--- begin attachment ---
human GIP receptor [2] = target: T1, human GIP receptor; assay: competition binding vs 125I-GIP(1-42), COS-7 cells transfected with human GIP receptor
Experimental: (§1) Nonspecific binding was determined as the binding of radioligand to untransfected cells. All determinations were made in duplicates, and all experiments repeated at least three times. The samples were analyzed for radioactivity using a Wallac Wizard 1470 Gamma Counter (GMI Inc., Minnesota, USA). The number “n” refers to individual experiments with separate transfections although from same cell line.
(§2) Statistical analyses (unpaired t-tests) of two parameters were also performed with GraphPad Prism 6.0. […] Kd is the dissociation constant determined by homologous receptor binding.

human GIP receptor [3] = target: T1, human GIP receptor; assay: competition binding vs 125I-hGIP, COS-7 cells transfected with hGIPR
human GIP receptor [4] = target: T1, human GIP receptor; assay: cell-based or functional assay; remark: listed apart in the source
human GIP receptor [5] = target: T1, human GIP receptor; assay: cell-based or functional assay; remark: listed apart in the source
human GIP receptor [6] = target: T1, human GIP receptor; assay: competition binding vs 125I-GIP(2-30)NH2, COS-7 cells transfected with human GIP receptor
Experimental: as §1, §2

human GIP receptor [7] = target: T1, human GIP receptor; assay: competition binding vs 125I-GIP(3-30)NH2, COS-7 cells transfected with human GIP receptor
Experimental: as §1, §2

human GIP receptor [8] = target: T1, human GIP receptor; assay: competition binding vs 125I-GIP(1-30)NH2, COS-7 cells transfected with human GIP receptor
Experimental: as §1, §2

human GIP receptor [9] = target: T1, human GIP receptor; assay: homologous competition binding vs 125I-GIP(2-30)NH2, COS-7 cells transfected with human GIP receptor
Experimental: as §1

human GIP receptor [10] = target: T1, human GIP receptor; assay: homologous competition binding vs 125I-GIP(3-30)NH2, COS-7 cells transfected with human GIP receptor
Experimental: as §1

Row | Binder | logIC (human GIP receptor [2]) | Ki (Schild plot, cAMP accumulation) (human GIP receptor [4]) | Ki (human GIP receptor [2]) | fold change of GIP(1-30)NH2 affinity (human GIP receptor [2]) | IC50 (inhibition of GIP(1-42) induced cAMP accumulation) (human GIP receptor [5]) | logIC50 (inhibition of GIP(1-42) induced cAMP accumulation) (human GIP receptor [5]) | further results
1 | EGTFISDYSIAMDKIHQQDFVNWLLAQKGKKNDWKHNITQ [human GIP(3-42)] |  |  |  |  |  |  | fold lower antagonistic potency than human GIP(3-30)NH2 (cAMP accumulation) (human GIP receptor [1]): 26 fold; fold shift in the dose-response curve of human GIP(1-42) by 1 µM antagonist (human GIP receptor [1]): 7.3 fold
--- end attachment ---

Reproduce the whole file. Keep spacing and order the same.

human GIP receptor [2] = target: T1, human GIP receptor; assay: competition binding vs 125I-GIP(1-42), COS-7 cells transfected with human GIP receptor
Experimental: (§1) Nonspecific binding was determined as the binding of radioligand to untransfected cells. All determinations were made in duplicates, and all experiments repeated at least three times. The samples were analyzed for radioactivity using a Wallac Wizard 1470 Gamma Counter (GMI Inc., Minnesota, USA). The number “n” refers to individual experiments with separate transfections although from same cell line.
(§2) Statistical analyses (unpaired t-tests) of two parameters were also performed with GraphPad Prism 6.0. […] Kd is the dissociation constant determined by homologous receptor binding.

human GIP receptor [3] = target: T1, human GIP receptor; assay: competition binding vs 125I-hGIP, COS-7 cells transfected with hGIPR
human GIP receptor [4] = target: T1, human GIP receptor; assay: cell-based or functional assay; remark: listed apart in the source
human GIP receptor [5] = target: T1, human GIP receptor; assay: cell-based or functional assay; remark: listed apart in the source
human GIP receptor [6] = target: T1, human GIP receptor; assay: competition binding vs 125I-GIP(2-30)NH2, COS-7 cells transfected with human GIP receptor
Experimental: as §1, §2

human GIP receptor [7] = target: T1, human GIP receptor; assay: competition binding vs 125I-GIP(3-30)NH2, COS-7 cells transfected with human GIP receptor
Experimental: as §1, §2

human GIP receptor [8] = target: T1, human GIP receptor; assay: competition binding vs 125I-GIP(1-30)NH2, COS-7 cells transfected with human GIP receptor
Experimental: as §1, §2

human GIP receptor [9] = target: T1, human GIP receptor; assay: homologous competition binding vs 125I-GIP(2-30)NH2, COS-7 cells transfected with human GIP receptor
Experimental: as §1

human GIP receptor [10] = target: T1, human GIP receptor; assay: homologous competition binding vs 125I-GIP(3-30)NH2, COS-7 cells transfected with human GIP receptor
Experimental: as §1

Row | Binder | logIC (human GIP receptor [2]) | Ki (Schild plot, cAMP accumulation) (human GIP receptor [4]) | Ki (human GIP receptor [2]) | fold change of GIP(1-30)NH2 affinity (human GIP receptor [2]) | IC50 (inhibition of GIP(1-42) induced cAMP accumulation) (human GIP receptor [5]) | logIC50 (inhibition of GIP(1-42) induced cAMP accumulation) (human GIP receptor [5]) | further results
1 | EGTFISDYSIAMDKIHQQDFVNWLLAQKGKKNDWKHNITQ [human GIP(3-42)] |  |  |  |  |  |  | fold lower antagonistic potency than human GIP(3-30)NH2 (cAMP accumulation) (human GIP receptor [1]): 26 fold; fold shift in the dose-response curve of human GIP(1-42) by 1 µM antagonist (human GIP receptor [1]): 7.3 fold